2006 could've been a better year for the Greater One-horned Rhino. The high global demand for rhinos percolated down right to the forests of Nepal where illegal wildlife trade networks encouraged poachers to take bolder risks.
While the decade long conflict in Nepal did take a toll on the protection of endangered species like the rhino, the return of peace to the country has not seen a marked drop in poaching. This highlights the fact that the illegal wildlife trade has an entrenched network in the country. In the past 12 months, 19 rhinos were poached in Chitwan alone. In May, WWF raised the alarm on a drastic decrease in rhino populations and possibly tiger numbers too, indicating widespread poaching in the Babai Valley.
The alarming rise has led to a multi-pronged effort to stop rhino poaching in Chitwan. Enforcement authorities along with vital support from local communities have begun to make every effort to control of poaching in Chitwan. In August, local people, politicians and the Maoists banded together for the important Rhino Declaration 2063, which contained important recommendations and directives to save the rhino. The unprecedented release of nine rhino poachers by the Government of Nepal in September was strongly protested by WWF Nepal together with our conservation partners IUCN Nepal and AsRSG. In November, the Eco Club Network in Chitwan collected over 1,00,000 signatures to raise awareness for anti-poaching. This was handed over to Honourable State Minister of Forests and Soil Conservation Mr Dilendra Prasad Baru in December.
WWF Nepal has been a strong supporter of rhino conservation. At this critical juncture we have funded anti-poaching operations both inside and out of national parks. We continue to work closely with communities and youth groups to raise awareness and gather information against poachers. With the Government of Nepal in the lead, we advocate for better implementation of laws on poaching and illegal wildlife trade.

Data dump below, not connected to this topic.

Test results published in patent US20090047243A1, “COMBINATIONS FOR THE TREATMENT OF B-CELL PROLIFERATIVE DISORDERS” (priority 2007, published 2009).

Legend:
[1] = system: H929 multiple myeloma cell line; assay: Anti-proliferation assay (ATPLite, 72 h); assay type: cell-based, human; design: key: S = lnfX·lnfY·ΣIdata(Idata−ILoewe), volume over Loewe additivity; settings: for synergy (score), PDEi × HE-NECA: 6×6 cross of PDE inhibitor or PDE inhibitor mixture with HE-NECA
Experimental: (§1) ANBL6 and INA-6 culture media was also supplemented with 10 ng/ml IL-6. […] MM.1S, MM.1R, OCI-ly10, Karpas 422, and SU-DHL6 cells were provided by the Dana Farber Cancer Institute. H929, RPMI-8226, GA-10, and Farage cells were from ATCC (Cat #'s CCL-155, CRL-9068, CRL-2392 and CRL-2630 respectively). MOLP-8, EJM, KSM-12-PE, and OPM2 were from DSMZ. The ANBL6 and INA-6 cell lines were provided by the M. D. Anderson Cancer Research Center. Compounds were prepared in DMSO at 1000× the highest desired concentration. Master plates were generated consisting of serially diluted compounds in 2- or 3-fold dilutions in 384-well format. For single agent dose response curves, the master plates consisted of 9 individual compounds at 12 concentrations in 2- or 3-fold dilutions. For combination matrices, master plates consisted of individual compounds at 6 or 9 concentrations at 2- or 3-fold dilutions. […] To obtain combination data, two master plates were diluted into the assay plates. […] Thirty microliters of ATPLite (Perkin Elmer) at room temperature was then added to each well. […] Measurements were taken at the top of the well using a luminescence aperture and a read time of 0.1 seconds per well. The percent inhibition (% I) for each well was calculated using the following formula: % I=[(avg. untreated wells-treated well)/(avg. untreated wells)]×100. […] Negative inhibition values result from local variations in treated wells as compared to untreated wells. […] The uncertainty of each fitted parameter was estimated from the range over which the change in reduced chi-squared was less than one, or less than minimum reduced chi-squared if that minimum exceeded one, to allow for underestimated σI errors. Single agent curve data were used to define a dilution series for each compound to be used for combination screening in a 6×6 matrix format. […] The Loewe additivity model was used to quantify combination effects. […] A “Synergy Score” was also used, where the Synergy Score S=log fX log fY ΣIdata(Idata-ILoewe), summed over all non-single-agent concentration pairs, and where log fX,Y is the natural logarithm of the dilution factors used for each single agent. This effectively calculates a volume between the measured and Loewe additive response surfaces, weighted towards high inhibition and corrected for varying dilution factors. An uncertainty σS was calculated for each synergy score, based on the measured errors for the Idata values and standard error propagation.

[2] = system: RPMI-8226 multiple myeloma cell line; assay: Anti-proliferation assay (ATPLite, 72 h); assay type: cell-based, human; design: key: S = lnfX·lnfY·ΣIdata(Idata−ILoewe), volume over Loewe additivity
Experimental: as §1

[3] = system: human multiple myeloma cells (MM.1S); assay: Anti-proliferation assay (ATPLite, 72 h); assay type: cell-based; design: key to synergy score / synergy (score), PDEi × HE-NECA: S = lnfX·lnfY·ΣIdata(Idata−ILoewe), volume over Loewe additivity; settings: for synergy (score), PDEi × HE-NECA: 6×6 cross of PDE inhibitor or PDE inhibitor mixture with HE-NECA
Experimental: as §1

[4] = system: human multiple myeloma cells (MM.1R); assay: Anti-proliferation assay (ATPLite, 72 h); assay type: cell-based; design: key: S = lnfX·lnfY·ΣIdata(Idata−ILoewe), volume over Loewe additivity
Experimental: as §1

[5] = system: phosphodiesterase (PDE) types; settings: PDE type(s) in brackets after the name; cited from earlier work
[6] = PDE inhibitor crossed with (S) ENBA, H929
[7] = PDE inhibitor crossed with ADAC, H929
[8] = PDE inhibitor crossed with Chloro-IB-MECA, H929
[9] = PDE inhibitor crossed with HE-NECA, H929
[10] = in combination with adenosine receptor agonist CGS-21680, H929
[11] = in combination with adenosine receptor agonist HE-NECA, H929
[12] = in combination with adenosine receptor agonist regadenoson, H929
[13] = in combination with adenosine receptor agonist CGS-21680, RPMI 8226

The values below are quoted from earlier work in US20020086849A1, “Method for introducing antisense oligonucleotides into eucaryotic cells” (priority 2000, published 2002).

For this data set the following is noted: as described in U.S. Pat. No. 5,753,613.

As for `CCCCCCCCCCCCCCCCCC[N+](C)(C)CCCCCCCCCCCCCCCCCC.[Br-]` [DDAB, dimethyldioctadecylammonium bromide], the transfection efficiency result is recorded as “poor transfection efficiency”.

2006 may not have been the best year for the rhinos in Nepal but the New Year, 2007, gives us new opportunities to secure a future for this magnificent creature.
Please help us save the Greater One-horned Rhinoceros!
The 3rd annual International Elephant race was organized in the tourist village of Sauraha from 26 - 28 December 2006. This year's event saw 24 elephants take part in different events under the banners of national and international teams. The race was won by 'Janga Bahadur Gaja' a male elephant driven by 24 year old Phanit Nasir Ali. Janga Bahadur completed the 600 metres race in a record time of 1 min 37.33 sec. beating the first runner up 'Pawan Kali'(1 min 37.97 seconds) by a very small margin.
Trained elephants have a long standing history of saving one horned rhinos, Bengal tigers and Gharial crocodiles in Chitwan National Park. The events also aim to promote elephant based Safari and cultural tourism in Chitwan and provide insurance coverage to elephant drivers (mahouts), and provide welfare services. Through the events, the organizers also aim at highlighting much needed research on ecology, infertility, food and water supply and genetic/biological problems among animal lovers, ecologists, scientific communities and the public at large.
Although the venue and the events were overwhelmed by elephant participation, the focus intermittently shifted towards the rhinos in the adjacent jungles, who have been struggling to survive a burst of poaching activities in the past few months. The events also featured cultural and musical programs which addressed and urged the local people about the plight of the one horned rhino in Chitwan.